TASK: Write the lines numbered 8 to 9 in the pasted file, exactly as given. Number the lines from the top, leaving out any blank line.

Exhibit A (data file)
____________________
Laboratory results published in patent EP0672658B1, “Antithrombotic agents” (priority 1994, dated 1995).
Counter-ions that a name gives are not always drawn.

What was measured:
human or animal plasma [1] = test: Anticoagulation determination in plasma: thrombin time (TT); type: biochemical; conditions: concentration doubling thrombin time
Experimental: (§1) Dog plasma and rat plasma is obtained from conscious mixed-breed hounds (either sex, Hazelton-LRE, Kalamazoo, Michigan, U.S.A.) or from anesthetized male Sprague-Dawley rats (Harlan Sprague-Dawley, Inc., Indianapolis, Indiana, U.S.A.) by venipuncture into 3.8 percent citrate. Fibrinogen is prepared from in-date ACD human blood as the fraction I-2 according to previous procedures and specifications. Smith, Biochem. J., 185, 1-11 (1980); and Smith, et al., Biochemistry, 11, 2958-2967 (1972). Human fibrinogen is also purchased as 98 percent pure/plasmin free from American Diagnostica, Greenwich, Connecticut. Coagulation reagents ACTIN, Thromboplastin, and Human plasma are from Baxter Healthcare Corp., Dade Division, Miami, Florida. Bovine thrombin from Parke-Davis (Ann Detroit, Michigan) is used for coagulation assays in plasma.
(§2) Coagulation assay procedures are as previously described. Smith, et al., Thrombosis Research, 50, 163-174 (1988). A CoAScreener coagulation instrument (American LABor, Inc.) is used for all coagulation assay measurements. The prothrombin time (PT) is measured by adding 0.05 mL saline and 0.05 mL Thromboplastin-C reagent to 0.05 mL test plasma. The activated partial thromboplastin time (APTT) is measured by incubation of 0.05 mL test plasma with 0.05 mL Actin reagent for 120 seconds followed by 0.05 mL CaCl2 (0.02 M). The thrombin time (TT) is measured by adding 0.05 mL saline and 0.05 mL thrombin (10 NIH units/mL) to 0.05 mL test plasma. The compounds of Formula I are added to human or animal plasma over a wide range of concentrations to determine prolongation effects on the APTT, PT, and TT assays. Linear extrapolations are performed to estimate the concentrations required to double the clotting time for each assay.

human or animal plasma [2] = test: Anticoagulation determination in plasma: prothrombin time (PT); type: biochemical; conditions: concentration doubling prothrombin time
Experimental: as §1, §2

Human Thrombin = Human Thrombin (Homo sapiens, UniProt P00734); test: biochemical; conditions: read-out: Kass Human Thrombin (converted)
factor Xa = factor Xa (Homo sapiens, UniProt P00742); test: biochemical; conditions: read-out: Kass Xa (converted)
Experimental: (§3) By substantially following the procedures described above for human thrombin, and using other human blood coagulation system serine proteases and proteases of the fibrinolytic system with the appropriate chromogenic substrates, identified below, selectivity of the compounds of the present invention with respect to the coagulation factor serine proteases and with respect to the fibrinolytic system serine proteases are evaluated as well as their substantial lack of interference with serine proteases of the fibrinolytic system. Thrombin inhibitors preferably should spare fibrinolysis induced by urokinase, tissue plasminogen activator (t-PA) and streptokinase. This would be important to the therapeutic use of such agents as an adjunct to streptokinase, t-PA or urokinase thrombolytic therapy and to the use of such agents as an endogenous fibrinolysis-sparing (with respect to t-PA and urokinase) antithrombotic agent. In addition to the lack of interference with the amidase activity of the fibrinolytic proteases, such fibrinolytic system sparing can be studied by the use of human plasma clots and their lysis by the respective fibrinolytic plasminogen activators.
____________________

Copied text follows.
Experimental: as §1, §2

Human Thrombin = Human Thrombin (Homo sapiens, UniProt P00734); test: biochemical; conditions: read-out: Kass Human Thrombin (converted)